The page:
How to Make a Zaydi Iman Zaydi Reports on the Revold of Ṣāḥib Fakhkh Ḥusayn b. 'Alī (d. 169/786

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Najam Haider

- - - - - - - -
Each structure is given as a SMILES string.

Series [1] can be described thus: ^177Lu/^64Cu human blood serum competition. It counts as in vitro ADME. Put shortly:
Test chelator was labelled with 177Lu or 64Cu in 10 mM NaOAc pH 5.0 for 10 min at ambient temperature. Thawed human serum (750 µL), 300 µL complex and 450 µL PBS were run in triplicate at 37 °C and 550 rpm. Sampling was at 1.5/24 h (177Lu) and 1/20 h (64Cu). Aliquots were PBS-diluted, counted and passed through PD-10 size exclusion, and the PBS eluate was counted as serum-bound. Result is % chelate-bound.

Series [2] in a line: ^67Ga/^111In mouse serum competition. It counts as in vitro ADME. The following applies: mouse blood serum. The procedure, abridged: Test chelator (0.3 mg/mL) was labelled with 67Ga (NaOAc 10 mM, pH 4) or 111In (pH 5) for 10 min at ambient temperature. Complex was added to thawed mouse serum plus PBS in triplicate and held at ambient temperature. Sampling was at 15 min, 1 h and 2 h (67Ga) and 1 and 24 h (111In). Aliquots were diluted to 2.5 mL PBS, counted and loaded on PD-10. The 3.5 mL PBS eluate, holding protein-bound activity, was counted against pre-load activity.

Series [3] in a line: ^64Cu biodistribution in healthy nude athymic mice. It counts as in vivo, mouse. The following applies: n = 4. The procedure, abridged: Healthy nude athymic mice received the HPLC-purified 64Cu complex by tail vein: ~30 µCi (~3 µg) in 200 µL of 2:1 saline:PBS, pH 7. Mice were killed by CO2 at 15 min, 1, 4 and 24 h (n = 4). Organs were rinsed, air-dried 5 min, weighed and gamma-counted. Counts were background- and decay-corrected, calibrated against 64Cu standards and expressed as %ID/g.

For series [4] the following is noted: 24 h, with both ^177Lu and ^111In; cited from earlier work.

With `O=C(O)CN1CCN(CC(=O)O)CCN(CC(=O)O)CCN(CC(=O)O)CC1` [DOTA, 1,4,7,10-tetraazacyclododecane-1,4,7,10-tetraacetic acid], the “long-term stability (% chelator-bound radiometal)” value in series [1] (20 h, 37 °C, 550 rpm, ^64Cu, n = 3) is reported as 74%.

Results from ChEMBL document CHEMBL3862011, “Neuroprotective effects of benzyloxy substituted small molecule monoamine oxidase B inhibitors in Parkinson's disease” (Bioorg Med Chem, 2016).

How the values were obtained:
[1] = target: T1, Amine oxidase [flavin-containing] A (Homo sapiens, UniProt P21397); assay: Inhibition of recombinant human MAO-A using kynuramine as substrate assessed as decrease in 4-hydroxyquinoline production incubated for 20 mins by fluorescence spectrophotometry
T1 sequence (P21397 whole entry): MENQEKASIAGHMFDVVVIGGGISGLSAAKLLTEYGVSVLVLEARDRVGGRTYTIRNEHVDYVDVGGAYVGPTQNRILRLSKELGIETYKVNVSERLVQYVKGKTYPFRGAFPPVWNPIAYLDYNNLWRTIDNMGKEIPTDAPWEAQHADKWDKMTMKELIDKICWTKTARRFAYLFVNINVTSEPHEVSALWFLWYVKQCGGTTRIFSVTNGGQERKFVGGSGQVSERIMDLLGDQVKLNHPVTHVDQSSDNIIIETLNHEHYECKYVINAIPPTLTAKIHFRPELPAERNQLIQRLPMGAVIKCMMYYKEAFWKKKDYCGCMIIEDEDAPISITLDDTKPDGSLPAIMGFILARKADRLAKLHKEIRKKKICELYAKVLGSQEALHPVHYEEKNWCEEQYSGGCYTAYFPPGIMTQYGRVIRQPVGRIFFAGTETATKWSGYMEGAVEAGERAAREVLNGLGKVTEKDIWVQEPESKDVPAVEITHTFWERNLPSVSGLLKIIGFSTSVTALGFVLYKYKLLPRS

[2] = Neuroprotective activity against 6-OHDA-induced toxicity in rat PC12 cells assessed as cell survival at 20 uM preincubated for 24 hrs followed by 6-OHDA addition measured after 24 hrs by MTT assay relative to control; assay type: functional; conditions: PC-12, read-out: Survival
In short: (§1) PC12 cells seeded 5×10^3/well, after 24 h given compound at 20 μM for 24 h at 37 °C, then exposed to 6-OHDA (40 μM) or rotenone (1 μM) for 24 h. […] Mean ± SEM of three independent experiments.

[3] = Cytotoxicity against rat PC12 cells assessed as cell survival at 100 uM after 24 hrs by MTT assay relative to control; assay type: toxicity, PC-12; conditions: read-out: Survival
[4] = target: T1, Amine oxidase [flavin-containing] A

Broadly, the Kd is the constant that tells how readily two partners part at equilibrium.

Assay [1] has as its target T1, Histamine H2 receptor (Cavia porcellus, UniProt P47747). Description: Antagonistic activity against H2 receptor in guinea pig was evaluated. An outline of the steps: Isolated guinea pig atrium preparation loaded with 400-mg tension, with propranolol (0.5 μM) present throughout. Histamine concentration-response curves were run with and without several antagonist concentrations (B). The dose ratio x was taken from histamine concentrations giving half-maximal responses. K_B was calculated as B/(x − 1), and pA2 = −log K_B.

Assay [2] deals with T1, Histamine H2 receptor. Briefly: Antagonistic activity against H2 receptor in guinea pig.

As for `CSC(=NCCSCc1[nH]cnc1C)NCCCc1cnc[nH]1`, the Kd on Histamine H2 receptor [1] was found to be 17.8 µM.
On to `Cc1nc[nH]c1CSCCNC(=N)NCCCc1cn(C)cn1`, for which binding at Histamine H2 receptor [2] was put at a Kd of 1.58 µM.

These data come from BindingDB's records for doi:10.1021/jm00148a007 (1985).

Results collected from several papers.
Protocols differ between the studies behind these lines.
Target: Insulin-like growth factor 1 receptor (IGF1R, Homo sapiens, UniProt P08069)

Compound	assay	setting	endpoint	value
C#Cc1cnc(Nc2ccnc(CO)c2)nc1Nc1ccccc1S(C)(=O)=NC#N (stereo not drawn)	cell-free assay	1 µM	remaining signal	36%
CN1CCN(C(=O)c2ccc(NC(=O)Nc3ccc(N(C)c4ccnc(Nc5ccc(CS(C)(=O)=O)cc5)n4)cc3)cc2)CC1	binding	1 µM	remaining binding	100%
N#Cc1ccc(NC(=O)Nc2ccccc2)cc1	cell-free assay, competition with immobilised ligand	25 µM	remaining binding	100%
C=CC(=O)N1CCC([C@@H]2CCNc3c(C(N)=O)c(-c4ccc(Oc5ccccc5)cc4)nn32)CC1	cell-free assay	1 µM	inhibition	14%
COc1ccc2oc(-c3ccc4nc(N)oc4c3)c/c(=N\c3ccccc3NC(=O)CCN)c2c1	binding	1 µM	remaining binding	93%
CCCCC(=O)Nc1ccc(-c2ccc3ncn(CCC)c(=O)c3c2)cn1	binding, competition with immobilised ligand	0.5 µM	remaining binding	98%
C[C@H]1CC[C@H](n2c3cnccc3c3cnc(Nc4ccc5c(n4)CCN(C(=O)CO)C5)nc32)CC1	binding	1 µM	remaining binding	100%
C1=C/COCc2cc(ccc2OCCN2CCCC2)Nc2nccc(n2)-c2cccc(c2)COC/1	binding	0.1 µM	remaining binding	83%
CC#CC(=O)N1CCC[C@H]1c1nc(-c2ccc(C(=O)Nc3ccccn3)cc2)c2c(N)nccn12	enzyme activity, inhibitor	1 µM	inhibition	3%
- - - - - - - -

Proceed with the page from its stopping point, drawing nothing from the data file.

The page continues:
This article examines the Zaydi doctrine of the imamate through an analysis of historical depictions of the 169/786 revolt of Ḥusayn b. ʿAlī at Fakhkh by three different authors: Aḥmad b. Sahl al-Rāzī (d. late third/ninth century), al-Nāṭiq Yaḥyā b. al-Ḥusayn (d. 424/1033), and ʿAlī b. Bilāl al-Āmulī (d. fifth/eleventh century). The classical model of the Zaydi imamate holds that a descendant of ʿAlī b. Abī Ṭālib (through either Ḥasan or Ḥusayn) with the proper qualities becomes Imam by summoning supporters (daʿwa), administering the oath of allegiance (bayʿa), and rising up in rebellion (khurūj) against a tyrant. This article investigates the relative importance of these components in historical accounts composed after the establishment of Zaydi political power in Yemen and the Caspian region. It argues that the emergence of dynastic rule may have lessened the importance of rebellion while elevating a candidate’s exemplary personal qualities and political skill. This change is potentially embedded in narrative differences between the three sources.

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